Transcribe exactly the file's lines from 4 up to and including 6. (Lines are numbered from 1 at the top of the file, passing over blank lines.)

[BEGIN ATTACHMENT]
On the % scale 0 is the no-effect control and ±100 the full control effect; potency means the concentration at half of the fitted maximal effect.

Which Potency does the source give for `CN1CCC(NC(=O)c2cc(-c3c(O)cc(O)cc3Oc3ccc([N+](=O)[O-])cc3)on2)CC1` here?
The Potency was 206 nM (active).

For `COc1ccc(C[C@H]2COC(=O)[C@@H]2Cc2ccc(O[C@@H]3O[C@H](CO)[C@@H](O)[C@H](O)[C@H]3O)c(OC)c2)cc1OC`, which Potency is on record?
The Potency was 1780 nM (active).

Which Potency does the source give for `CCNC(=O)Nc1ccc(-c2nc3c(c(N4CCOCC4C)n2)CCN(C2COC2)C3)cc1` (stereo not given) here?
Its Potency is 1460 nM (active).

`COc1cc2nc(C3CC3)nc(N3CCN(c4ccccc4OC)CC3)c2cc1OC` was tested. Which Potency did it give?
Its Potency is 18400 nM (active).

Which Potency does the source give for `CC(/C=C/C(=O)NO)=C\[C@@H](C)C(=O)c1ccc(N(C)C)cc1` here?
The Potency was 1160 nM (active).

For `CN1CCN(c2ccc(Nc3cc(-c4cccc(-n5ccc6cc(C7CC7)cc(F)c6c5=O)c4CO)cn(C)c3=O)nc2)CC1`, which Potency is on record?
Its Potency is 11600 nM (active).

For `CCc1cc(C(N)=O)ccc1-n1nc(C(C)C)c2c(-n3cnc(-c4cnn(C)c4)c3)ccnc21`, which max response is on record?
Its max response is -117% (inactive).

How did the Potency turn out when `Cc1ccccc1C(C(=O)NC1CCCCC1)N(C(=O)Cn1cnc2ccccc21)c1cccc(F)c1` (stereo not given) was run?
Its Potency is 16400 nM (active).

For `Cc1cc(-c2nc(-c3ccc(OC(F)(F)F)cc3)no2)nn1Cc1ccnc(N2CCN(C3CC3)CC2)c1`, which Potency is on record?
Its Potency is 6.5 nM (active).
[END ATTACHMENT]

For `COc1ccc(C[C@H]2COC(=O)[C@@H]2Cc2ccc(O[C@@H]3O[C@H](CO)[C@@H](O)[C@H](O)[C@H]3O)c(OC)c2)cc1OC`, which Potency is on record?
The Potency was 1780 nM (active).

Which Potency does the source give for `CCNC(=O)Nc1ccc(-c2nc3c(c(N4CCOCC4C)n2)CCN(C2COC2)C3)cc1` (stereo not given) here?